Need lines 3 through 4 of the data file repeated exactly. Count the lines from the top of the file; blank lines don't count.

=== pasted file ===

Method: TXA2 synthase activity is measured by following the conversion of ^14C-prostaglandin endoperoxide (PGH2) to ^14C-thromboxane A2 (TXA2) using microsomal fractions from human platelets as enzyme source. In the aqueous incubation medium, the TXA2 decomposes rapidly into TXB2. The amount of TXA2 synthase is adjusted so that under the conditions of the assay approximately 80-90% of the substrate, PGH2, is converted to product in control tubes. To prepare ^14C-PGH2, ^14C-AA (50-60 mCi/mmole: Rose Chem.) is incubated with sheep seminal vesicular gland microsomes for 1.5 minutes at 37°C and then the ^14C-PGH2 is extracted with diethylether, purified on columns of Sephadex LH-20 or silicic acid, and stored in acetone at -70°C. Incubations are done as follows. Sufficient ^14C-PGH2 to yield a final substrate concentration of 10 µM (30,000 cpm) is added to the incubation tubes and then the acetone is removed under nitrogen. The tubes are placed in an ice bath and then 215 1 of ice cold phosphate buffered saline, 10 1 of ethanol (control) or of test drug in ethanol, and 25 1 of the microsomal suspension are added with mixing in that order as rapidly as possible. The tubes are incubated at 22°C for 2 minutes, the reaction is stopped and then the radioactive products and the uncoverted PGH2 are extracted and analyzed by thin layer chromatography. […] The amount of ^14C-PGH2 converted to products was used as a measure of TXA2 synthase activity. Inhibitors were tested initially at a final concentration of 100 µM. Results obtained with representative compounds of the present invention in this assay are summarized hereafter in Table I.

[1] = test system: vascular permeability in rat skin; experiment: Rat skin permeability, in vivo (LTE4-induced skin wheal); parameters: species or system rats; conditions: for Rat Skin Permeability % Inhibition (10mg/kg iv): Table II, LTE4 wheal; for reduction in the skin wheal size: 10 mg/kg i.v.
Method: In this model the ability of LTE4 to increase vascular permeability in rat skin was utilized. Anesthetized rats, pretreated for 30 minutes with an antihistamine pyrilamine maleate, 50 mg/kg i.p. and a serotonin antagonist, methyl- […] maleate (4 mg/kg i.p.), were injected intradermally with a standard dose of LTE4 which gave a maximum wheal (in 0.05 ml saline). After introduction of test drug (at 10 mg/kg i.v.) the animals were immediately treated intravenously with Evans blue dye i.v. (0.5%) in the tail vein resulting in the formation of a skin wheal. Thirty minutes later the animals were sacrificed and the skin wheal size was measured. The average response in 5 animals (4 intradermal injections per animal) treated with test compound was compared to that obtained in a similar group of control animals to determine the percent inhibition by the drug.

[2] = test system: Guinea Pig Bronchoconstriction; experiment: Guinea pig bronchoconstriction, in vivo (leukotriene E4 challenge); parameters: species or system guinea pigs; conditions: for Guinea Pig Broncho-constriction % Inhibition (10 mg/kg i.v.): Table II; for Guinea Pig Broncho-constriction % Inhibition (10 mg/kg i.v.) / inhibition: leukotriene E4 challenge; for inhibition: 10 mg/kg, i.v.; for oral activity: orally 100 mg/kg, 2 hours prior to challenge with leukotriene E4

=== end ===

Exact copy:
Method: In this model the ability of LTE4 to increase vascular permeability in rat skin was utilized. Anesthetized rats, pretreated for 30 minutes with an antihistamine pyrilamine maleate, 50 mg/kg i.p. and a serotonin antagonist, methyl- […] maleate (4 mg/kg i.p.), were injected intradermally with a standard dose of LTE4 which gave a maximum wheal (in 0.05 ml saline). After introduction of test drug (at 10 mg/kg i.v.) the animals were immediately treated intravenously with Evans blue dye i.v. (0.5%) in the tail vein resulting in the formation of a skin wheal. Thirty minutes later the animals were sacrificed and the skin wheal size was measured. The average response in 5 animals (4 intradermal injections per animal) treated with test compound was compared to that obtained in a similar group of control animals to determine the percent inhibition by the drug.

[2] = test system: Guinea Pig Bronchoconstriction; experiment: Guinea pig bronchoconstriction, in vivo (leukotriene E4 challenge); parameters: species or system guinea pigs; conditions: for Guinea Pig Broncho-constriction % Inhibition (10 mg/kg i.v.): Table II; for Guinea Pig Broncho-constriction % Inhibition (10 mg/kg i.v.) / inhibition: leukotriene E4 challenge; for inhibition: 10 mg/kg, i.v.; for oral activity: orally 100 mg/kg, 2 hours prior to challenge with leukotriene E4